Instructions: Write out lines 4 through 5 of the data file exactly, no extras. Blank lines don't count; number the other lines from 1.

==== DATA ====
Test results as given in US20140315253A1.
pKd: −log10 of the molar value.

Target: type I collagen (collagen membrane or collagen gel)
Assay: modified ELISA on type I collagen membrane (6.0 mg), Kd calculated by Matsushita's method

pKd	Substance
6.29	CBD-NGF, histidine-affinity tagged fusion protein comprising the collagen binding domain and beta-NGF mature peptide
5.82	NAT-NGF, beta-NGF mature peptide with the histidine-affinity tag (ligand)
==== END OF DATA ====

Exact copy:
Assay: modified ELISA on type I collagen membrane (6.0 mg), Kd calculated by Matsushita's method

pKd	Substance